I’ve always had a mental checklist of places I wanted to photograph in Cape. High on the list was the Broadway Theater. I shot the exterior in 2001 when it had a cheesy facade covering the original brick. I shot it in 2009 from the outside, but could do no more than peer through the glass at junk and a faded carpet inside.
I told someone, “That place is either one match away from an insurance claim or a strong wind from a roof collapse.”
Phillip Davis is starting a business
About two weeks ago, I saw the doors open and some kind of display on the sidewalk. I walked up and introduced myself to Phillip Davis, who is leasing the building for the next 18 months to sell beauty supplies, clothing and cellphone accessories from what used to be the lobby. He said I could look around, but I couldn’t take any photos without getting the OK from the owner. It took a week, but Phillip and I finally put all the pieces of the project together.
Jim Stone, Shari Stiver and I were supposed to have a mini-reunion the previous weekend, but Shari begged off because of bronchitis. I knew I was going to need a helper on this job and I knew that Shari had been a general contractor doing building rehab in St. Louis, so I asked her if she felt well enough to come down to help. She jumped at the chance to see the landmark building.
Phillip told us to meet Qiunan Tang, a SEMO student from China. He opened the place up, flipped a bunch of circuit breakers and let us have free run. We spent four hours combing every inch of the place and could have spent twice that time except that I needed to shoot something else that afternoon and Shari had to get back to the big city. I’d like to come back and do the job with some additional lights.
Pictures ARE worth thousands of words
There are some stories where you just have to get out of the way and let it tell itself. I’m not going to bog you down with a bunch of history or I-remember-whens. I’ll let you folks do that in the comments. I look forward to hearing your memories. In this case, pictures ARE worth thousands of my words.
This is a composite of six photos stitched together into a panorama by Photoshop. That’s why there’s ragged white space around the edges. I was working with a tripod with a leg that was trying to collapse, so all of the frames weren’t exactly square with each other. I wanted to have the best detail possible, so I locked the “film” speed at 200 and opted for long shutter speeds. Click on any photo to make it larger. I made the panoramas about twice the size of my normal horizontal shots so you can see the detail in the photos.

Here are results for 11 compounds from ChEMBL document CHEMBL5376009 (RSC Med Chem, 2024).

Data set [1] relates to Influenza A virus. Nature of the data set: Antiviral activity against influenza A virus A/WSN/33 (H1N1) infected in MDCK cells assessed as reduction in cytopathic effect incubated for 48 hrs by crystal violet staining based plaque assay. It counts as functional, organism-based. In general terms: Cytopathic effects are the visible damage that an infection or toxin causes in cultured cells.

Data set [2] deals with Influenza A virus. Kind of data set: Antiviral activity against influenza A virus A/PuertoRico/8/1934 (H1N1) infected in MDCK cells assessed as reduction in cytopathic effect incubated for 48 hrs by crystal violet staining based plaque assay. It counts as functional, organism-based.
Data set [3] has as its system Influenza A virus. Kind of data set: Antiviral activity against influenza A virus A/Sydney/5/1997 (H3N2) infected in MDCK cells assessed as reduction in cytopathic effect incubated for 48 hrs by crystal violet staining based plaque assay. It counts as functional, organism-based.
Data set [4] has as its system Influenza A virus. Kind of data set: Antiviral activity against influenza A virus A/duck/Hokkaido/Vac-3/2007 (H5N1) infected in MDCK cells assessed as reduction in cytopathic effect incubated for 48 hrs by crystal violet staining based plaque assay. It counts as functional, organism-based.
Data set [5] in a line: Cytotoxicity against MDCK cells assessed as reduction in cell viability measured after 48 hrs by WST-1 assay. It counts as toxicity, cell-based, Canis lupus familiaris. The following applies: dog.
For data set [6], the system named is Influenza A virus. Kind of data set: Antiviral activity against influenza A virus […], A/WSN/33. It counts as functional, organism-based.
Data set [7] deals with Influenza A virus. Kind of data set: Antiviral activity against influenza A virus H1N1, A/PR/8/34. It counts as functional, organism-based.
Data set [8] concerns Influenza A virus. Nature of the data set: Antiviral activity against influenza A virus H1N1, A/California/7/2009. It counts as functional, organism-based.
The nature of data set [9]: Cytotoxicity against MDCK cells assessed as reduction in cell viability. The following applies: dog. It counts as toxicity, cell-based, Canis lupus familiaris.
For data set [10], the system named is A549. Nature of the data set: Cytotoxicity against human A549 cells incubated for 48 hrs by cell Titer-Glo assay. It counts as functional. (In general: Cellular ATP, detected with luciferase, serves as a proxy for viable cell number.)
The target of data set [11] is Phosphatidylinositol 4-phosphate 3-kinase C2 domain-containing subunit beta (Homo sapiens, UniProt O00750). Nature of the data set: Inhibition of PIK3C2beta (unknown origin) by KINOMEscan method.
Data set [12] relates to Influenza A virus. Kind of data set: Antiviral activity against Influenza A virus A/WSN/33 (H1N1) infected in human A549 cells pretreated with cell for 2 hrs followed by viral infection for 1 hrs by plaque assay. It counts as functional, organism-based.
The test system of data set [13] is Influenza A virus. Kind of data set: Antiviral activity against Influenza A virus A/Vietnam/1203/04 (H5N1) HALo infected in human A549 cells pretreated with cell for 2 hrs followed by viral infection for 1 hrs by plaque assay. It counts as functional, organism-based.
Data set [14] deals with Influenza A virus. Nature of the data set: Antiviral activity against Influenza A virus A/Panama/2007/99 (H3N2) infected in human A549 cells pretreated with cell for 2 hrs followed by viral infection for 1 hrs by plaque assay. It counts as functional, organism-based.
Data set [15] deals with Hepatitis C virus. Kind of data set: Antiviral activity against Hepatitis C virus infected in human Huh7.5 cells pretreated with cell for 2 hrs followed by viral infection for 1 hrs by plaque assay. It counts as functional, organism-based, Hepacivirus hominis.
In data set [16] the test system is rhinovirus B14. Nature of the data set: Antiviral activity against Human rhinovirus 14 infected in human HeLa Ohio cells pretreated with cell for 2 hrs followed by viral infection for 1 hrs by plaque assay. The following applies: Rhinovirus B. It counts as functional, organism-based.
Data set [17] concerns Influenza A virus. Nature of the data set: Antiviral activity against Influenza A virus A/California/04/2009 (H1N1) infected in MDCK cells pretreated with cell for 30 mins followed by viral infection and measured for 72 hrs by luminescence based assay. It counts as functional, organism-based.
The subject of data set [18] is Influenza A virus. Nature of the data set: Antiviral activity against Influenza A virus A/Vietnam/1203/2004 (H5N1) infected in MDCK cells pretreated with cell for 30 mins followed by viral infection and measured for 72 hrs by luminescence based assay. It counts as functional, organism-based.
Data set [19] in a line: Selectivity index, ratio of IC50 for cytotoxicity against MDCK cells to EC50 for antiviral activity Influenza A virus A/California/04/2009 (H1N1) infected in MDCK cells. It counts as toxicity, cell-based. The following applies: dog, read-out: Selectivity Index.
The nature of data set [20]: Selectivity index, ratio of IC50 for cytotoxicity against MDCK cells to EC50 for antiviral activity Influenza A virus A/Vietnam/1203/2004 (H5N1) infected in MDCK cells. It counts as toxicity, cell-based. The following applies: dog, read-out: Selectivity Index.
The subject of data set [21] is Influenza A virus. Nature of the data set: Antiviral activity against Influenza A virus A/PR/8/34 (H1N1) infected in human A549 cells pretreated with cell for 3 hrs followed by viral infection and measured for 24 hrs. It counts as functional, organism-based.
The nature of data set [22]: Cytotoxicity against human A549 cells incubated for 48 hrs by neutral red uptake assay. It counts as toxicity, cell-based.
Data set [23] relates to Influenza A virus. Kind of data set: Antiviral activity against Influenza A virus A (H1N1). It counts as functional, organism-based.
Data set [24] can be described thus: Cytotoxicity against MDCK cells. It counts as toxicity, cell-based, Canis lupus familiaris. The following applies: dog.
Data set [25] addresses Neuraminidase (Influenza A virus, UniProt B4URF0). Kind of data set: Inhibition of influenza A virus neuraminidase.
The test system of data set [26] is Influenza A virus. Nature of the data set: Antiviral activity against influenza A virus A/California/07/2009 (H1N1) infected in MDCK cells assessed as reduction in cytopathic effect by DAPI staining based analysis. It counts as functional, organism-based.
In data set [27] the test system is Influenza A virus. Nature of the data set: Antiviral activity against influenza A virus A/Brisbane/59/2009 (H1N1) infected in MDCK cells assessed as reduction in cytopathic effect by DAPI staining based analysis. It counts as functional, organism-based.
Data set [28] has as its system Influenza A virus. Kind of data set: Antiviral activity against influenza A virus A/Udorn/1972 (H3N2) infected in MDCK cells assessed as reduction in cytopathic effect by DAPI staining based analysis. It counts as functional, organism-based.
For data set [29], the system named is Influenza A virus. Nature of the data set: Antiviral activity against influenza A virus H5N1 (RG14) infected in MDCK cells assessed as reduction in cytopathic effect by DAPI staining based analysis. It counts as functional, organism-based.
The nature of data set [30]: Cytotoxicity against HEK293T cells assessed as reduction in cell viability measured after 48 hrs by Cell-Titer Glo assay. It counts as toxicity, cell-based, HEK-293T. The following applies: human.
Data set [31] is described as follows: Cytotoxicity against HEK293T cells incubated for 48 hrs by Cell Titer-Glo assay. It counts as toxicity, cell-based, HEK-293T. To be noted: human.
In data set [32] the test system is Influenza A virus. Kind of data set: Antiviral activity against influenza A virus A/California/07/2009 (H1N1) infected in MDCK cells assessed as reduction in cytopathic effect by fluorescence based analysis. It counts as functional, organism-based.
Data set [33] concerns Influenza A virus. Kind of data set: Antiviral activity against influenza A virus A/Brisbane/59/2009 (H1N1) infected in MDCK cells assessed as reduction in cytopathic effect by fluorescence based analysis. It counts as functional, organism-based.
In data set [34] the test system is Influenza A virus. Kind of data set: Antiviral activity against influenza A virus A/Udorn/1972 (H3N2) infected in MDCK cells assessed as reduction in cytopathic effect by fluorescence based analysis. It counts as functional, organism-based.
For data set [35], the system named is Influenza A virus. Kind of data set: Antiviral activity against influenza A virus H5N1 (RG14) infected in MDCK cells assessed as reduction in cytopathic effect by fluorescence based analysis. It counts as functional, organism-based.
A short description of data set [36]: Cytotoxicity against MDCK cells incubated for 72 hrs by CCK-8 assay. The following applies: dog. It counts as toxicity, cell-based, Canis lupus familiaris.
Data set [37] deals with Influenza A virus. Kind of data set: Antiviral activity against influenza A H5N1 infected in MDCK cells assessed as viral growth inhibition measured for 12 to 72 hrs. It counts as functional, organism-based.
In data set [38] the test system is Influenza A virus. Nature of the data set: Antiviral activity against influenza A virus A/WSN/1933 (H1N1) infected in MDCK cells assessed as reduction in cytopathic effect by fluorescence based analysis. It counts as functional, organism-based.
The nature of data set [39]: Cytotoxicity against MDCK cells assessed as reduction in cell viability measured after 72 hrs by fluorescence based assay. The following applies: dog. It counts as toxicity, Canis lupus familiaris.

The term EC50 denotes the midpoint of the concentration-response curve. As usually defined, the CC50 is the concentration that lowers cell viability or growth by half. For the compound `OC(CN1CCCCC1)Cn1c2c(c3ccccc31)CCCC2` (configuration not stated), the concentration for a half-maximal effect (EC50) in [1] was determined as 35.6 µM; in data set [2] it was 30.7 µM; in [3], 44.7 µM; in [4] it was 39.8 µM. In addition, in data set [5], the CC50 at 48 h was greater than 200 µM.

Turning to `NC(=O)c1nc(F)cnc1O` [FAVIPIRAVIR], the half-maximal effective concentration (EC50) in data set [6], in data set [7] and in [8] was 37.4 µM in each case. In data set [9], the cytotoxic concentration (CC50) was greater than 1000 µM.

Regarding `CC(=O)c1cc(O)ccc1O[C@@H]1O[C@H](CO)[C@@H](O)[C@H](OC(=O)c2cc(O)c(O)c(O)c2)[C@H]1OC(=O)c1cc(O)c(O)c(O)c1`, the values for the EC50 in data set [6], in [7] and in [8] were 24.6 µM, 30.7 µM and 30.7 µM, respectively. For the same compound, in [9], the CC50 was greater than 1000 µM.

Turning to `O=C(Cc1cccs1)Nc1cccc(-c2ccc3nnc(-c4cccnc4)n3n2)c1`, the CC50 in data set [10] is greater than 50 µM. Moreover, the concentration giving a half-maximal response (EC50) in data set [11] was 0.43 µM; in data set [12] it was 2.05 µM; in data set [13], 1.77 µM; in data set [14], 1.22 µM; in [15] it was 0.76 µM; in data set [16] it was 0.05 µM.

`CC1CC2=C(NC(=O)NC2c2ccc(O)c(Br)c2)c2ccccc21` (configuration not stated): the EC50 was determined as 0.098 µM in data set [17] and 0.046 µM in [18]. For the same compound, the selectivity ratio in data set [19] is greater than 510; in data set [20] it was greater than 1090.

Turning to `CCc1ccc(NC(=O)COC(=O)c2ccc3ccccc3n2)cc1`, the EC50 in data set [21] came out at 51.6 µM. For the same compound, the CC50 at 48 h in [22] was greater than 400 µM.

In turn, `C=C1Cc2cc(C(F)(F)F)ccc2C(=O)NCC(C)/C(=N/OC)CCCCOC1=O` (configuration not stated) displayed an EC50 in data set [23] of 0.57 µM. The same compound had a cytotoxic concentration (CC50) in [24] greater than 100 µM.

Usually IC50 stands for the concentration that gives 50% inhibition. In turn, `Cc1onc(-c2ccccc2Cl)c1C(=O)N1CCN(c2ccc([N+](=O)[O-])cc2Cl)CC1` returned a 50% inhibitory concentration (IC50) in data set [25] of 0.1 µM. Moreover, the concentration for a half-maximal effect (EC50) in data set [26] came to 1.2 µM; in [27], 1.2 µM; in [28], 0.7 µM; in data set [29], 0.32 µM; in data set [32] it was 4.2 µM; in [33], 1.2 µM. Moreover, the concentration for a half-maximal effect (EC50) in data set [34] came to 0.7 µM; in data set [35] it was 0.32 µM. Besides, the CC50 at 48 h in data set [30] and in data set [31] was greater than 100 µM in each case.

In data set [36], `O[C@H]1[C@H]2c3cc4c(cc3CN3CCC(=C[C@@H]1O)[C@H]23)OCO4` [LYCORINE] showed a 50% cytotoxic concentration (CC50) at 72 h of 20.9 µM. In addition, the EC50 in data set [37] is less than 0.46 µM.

Let’s just say the Broadway WAS spectacular and it’s still in remarkable shape. The seats are in good condition (plastic arm rests with cup holders have been added); most of the wall sconces are intact and working; the seats in the balcony have been removed and the projectors are gone; the orchestra pit has been floored over with steps that lead to the stage. Many of the rich tapestries that lined the walls are still hanging.
There’s some peeling paint and some plaster has fallen off, but there’s no major leaks apparent, no rodents scurrying around (although birds have gotten into the building and left their deposits in a few spots) and no obvious signs of mold.
Other Cape area movie stories
- Good news: the Esquire theater is being renovated.
- Cape’s Art Deco theater – the Esquire
- Infrared photos of kids watching Beatles movie in 1965
- Blomeyer’s Montgomery Drive-in’s concrete screen still standing
- Jackson Drive-In shows up in the corner of this aerial
- Baby the Rain Must Fall was a lousy movie, but I got a wife out of it
- Rialto’s roof collapses
- Rialto is torn down
Photo gallery of the public areas
These photos were taken in 2001, 2009 and 2011. Tomorrow I’ll run a gallery of places the public has probably never seen: the dressing rooms, mechanical areas and basement. There’s almost as much space below the theater as there is in the seating area. Click on any photo to make it larger, then click on the left or right side of the photo to move through the gallery. What do YOU remember about the theater?